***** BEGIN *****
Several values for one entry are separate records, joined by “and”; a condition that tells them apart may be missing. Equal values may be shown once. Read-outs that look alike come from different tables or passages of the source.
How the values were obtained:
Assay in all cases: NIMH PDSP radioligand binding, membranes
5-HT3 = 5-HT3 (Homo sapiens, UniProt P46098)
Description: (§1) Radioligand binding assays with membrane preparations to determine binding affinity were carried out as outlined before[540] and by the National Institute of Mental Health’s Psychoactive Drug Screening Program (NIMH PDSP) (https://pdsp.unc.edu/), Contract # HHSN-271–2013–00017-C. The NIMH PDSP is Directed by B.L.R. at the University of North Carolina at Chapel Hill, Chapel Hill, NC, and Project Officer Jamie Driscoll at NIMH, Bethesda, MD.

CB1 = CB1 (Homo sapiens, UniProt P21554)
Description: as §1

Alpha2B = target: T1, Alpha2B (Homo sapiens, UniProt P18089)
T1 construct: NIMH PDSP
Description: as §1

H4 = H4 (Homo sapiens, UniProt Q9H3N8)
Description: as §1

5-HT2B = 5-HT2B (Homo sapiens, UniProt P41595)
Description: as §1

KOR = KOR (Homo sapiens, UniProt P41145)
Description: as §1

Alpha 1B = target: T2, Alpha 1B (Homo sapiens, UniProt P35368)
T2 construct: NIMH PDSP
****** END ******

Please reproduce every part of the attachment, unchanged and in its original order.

Several values for one entry are separate records, joined by “and”; a condition that tells them apart may be missing. Equal values may be shown once. Read-outs that look alike come from different tables or passages of the source.
How the values were obtained:
Assay in all cases: NIMH PDSP radioligand binding, membranes
5-HT3 = 5-HT3 (Homo sapiens, UniProt P46098)
Description: (§1) Radioligand binding assays with membrane preparations to determine binding affinity were carried out as outlined before[540] and by the National Institute of Mental Health’s Psychoactive Drug Screening Program (NIMH PDSP) (https://pdsp.unc.edu/), Contract # HHSN-271–2013–00017-C. The NIMH PDSP is Directed by B.L.R. at the University of North Carolina at Chapel Hill, Chapel Hill, NC, and Project Officer Jamie Driscoll at NIMH, Bethesda, MD.

CB1 = CB1 (Homo sapiens, UniProt P21554)
Description: as §1

Alpha2B = target: T1, Alpha2B (Homo sapiens, UniProt P18089)
T1 construct: NIMH PDSP
Description: as §1

H4 = H4 (Homo sapiens, UniProt Q9H3N8)
Description: as §1

5-HT2B = 5-HT2B (Homo sapiens, UniProt P41595)
Description: as §1

KOR = KOR (Homo sapiens, UniProt P41145)
Description: as §1

Alpha 1B = target: T2, Alpha 1B (Homo sapiens, UniProt P35368)
T2 construct: NIMH PDSP